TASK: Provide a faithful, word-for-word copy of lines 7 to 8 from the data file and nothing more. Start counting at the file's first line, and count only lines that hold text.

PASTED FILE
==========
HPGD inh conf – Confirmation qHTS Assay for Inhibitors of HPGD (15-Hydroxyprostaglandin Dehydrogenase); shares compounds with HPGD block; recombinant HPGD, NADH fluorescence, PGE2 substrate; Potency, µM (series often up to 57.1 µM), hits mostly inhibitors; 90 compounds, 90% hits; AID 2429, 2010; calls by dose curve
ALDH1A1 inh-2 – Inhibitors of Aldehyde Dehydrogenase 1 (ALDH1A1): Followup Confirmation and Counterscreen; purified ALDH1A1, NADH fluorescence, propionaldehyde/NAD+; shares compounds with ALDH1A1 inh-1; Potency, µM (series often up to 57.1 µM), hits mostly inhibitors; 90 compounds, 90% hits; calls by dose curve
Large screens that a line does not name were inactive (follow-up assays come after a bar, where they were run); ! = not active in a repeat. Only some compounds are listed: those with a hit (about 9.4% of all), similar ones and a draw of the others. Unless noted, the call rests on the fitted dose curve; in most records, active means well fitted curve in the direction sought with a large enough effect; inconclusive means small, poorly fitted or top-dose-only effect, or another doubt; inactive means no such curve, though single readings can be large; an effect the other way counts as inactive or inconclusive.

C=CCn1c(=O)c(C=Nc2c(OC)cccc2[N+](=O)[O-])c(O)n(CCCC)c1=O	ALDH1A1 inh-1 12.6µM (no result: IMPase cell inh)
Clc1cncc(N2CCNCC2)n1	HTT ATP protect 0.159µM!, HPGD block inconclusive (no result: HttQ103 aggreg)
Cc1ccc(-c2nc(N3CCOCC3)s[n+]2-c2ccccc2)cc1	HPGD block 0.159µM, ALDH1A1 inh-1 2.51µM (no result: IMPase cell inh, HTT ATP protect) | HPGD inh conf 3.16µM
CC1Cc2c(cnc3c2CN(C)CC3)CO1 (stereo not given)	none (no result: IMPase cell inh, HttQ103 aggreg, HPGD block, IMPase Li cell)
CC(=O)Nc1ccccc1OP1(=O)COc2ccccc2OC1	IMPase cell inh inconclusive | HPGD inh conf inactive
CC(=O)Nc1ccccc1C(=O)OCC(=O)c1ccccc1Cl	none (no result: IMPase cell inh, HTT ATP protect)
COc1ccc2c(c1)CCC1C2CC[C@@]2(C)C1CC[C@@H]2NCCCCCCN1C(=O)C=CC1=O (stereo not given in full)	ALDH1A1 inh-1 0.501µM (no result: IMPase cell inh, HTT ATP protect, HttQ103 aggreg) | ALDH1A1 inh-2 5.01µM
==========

CC1Cc2c(cnc3c2CN(C)CC3)CO1 (stereo not given)	none (no result: IMPase cell inh, HttQ103 aggreg, HPGD block, IMPase Li cell)
CC(=O)Nc1ccccc1OP1(=O)COc2ccccc2OC1	IMPase cell inh inconclusive | HPGD inh conf inactive